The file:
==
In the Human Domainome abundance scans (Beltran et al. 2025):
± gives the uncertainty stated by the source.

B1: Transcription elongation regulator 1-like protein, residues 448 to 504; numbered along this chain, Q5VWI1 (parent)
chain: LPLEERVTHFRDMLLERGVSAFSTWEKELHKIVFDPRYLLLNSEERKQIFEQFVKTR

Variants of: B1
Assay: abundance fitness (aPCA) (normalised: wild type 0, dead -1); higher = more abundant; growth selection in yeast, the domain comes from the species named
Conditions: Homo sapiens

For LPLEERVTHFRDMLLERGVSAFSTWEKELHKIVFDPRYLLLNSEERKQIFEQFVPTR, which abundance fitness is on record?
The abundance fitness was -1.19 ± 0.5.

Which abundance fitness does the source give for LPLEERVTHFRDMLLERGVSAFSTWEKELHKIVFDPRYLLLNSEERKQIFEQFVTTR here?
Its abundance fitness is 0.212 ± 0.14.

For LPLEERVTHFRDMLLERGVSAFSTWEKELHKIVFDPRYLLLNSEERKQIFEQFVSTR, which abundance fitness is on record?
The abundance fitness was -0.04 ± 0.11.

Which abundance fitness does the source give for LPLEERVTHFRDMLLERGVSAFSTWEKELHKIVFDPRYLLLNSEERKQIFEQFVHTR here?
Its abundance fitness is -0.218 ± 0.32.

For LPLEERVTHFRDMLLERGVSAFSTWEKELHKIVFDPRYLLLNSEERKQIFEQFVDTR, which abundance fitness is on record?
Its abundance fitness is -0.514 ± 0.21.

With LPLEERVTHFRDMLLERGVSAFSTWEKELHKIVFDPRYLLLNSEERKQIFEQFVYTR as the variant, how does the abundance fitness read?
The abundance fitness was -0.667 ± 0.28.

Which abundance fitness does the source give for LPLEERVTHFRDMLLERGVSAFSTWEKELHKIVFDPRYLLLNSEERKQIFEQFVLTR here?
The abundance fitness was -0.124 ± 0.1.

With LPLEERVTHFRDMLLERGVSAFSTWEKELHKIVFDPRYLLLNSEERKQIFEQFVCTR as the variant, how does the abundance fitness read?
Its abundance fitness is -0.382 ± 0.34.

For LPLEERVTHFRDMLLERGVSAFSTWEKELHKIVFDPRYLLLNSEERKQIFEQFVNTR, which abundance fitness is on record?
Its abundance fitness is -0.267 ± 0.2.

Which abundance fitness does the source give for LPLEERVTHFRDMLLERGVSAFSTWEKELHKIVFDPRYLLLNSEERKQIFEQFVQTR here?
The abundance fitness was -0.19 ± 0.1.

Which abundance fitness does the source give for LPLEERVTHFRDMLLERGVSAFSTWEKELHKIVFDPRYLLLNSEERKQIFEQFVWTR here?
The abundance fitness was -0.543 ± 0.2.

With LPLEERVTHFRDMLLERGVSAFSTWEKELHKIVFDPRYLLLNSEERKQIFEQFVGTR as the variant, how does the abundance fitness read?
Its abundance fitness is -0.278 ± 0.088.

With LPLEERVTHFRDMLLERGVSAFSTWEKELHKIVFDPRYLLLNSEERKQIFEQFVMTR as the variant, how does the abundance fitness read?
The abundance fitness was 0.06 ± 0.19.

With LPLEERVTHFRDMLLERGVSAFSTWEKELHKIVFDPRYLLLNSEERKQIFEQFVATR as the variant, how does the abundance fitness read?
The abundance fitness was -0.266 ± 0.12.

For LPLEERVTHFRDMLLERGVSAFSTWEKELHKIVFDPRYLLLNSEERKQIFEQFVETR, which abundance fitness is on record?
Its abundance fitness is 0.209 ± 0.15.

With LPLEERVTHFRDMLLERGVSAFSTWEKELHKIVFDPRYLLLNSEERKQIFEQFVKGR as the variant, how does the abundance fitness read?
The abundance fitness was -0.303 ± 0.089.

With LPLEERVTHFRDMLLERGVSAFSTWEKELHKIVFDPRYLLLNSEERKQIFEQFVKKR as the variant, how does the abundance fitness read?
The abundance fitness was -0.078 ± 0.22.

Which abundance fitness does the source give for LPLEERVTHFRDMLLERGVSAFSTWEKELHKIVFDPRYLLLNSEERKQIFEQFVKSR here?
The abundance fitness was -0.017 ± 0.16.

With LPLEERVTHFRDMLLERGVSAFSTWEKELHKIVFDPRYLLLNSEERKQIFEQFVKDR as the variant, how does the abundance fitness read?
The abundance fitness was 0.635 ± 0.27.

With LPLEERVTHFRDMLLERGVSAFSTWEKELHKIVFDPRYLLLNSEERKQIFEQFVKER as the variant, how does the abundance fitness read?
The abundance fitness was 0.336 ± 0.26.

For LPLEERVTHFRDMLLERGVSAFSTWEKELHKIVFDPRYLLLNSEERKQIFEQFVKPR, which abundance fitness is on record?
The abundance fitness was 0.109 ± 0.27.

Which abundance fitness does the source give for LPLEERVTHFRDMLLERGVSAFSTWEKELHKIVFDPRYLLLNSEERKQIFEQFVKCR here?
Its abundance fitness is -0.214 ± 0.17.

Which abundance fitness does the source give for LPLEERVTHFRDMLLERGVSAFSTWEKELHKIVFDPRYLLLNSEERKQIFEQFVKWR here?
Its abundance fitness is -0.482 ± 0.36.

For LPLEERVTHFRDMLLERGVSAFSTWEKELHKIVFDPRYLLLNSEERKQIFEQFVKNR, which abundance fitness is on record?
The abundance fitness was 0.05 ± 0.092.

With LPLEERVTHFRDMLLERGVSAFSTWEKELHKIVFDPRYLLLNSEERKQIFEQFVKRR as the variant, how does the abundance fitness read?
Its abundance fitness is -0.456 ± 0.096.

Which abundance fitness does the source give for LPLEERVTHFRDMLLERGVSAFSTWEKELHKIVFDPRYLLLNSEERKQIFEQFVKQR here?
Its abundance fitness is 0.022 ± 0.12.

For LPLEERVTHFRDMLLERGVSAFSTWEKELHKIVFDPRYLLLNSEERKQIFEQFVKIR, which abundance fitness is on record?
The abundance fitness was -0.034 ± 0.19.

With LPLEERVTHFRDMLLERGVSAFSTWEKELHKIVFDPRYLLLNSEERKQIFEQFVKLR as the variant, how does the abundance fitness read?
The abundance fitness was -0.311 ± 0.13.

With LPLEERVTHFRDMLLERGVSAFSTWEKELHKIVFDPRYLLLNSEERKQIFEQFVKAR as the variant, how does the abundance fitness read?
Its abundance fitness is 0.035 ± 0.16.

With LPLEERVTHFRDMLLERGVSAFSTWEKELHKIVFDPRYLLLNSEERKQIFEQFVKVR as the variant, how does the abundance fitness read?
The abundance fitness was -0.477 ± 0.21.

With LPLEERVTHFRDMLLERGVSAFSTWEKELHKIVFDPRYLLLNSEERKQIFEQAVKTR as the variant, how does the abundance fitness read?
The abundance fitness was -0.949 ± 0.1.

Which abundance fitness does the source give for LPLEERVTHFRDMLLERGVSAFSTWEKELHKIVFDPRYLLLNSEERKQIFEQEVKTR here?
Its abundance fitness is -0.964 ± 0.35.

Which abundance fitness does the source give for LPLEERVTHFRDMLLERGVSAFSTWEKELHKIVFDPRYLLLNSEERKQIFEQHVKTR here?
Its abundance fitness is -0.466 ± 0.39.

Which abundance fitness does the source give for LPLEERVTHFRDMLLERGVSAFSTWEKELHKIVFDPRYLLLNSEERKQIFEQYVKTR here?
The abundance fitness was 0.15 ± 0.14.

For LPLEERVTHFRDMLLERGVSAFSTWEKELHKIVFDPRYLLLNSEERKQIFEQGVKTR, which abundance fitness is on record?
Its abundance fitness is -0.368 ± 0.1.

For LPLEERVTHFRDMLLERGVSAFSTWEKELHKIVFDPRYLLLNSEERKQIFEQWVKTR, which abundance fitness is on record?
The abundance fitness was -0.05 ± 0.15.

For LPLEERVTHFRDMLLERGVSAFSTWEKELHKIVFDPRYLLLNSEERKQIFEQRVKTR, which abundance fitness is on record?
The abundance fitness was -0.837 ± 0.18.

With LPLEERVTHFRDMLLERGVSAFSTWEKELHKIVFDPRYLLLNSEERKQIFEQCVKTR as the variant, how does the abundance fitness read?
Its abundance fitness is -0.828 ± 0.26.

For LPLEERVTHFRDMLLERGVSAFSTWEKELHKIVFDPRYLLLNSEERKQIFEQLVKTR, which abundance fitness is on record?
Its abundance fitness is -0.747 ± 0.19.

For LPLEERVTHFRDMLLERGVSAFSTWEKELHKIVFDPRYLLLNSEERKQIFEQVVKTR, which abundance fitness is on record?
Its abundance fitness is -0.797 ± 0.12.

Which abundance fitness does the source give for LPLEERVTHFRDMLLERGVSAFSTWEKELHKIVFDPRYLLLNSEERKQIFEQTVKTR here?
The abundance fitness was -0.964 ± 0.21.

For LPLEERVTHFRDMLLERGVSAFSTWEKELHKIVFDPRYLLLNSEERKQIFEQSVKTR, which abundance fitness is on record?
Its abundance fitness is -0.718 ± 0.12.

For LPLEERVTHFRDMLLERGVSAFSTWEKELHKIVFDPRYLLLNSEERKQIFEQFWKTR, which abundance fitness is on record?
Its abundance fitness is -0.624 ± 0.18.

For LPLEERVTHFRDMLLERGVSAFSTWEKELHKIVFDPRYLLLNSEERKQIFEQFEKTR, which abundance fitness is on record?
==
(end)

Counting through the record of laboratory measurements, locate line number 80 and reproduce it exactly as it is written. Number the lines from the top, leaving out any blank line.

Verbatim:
For LPLEERVTHFRDMLLERGVSAFSTWEKELHKIVFDPRYLLLNSEERKQIFEQRVKTR, which abundance fitness is on record?